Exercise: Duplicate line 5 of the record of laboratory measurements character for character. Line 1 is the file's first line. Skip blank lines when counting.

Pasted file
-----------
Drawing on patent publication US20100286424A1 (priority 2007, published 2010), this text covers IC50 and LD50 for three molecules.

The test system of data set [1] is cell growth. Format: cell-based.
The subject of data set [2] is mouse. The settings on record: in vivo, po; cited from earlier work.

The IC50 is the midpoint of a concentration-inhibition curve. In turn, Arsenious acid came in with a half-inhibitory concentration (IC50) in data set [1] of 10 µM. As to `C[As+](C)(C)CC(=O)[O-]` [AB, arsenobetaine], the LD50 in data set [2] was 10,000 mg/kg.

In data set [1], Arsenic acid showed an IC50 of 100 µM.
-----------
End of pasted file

In data set [1], Arsenic acid showed an IC50 of 100 µM.